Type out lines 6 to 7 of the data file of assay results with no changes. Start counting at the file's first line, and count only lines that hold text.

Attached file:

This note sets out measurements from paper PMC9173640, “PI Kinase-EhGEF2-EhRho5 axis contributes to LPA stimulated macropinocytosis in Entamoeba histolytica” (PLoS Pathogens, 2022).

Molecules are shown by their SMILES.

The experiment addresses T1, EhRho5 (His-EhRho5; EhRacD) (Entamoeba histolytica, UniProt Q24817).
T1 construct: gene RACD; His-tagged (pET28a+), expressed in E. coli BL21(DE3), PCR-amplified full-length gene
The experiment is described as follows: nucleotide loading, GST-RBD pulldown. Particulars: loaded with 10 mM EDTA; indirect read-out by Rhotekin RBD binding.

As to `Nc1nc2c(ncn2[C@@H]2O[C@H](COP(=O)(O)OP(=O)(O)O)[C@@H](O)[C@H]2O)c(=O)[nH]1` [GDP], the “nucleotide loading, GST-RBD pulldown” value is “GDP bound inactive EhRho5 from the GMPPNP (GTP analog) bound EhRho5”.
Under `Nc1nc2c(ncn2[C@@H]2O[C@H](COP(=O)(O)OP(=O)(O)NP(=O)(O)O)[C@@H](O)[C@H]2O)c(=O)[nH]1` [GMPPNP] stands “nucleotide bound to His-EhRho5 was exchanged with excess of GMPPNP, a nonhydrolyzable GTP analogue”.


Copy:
As to `Nc1nc2c(ncn2[C@@H]2O[C@H](COP(=O)(O)OP(=O)(O)O)[C@@H](O)[C@H]2O)c(=O)[nH]1` [GDP], the “nucleotide loading, GST-RBD pulldown” value is “GDP bound inactive EhRho5 from the GMPPNP (GTP analog) bound EhRho5”.
Under `Nc1nc2c(ncn2[C@@H]2O[C@H](COP(=O)(O)OP(=O)(O)NP(=O)(O)O)[C@@H](O)[C@H]2O)c(=O)[nH]1` [GMPPNP] stands “nucleotide bound to His-EhRho5 was exchanged with excess of GMPPNP, a nonhydrolyzable GTP analogue”.